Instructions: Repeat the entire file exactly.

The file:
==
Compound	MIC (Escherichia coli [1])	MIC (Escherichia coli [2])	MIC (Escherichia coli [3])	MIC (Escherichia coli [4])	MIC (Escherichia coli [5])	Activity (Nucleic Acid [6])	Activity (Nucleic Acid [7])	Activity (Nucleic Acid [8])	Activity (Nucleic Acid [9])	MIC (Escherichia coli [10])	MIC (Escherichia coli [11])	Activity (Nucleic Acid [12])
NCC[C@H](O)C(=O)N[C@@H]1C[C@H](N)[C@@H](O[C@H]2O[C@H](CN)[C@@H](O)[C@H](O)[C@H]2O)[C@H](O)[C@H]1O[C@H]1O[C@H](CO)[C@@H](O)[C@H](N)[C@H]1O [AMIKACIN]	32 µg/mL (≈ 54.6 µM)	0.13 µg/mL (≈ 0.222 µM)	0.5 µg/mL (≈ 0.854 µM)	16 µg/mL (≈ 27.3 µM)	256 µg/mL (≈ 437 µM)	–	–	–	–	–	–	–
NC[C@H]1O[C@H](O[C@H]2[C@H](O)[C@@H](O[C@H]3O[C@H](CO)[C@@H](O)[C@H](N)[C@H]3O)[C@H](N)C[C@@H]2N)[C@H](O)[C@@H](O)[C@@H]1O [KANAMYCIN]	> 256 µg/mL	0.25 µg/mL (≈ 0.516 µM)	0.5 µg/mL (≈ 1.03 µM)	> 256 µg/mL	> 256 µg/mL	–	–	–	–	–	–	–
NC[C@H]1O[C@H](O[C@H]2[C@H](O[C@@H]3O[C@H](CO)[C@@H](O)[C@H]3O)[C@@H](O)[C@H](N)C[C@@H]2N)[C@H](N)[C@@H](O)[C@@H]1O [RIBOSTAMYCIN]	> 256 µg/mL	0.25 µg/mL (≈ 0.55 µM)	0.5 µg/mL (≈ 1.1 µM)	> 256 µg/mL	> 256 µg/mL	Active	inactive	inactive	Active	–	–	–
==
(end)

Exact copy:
Compound	MIC (Escherichia coli [1])	MIC (Escherichia coli [2])	MIC (Escherichia coli [3])	MIC (Escherichia coli [4])	MIC (Escherichia coli [5])	Activity (Nucleic Acid [6])	Activity (Nucleic Acid [7])	Activity (Nucleic Acid [8])	Activity (Nucleic Acid [9])	MIC (Escherichia coli [10])	MIC (Escherichia coli [11])	Activity (Nucleic Acid [12])
NCC[C@H](O)C(=O)N[C@@H]1C[C@H](N)[C@@H](O[C@H]2O[C@H](CN)[C@@H](O)[C@H](O)[C@H]2O)[C@H](O)[C@H]1O[C@H]1O[C@H](CO)[C@@H](O)[C@H](N)[C@H]1O [AMIKACIN]	32 µg/mL (≈ 54.6 µM)	0.13 µg/mL (≈ 0.222 µM)	0.5 µg/mL (≈ 0.854 µM)	16 µg/mL (≈ 27.3 µM)	256 µg/mL (≈ 437 µM)	–	–	–	–	–	–	–
NC[C@H]1O[C@H](O[C@H]2[C@H](O)[C@@H](O[C@H]3O[C@H](CO)[C@@H](O)[C@H](N)[C@H]3O)[C@H](N)C[C@@H]2N)[C@H](O)[C@@H](O)[C@@H]1O [KANAMYCIN]	> 256 µg/mL	0.25 µg/mL (≈ 0.516 µM)	0.5 µg/mL (≈ 1.03 µM)	> 256 µg/mL	> 256 µg/mL	–	–	–	–	–	–	–
NC[C@H]1O[C@H](O[C@H]2[C@H](O[C@@H]3O[C@H](CO)[C@@H](O)[C@H]3O)[C@@H](O)[C@H](N)C[C@@H]2N)[C@H](N)[C@@H](O)[C@@H]1O [RIBOSTAMYCIN]	> 256 µg/mL	0.25 µg/mL (≈ 0.55 µM)	0.5 µg/mL (≈ 1.1 µM)	> 256 µg/mL	> 256 µg/mL	Active	inactive	inactive	Active	–	–	–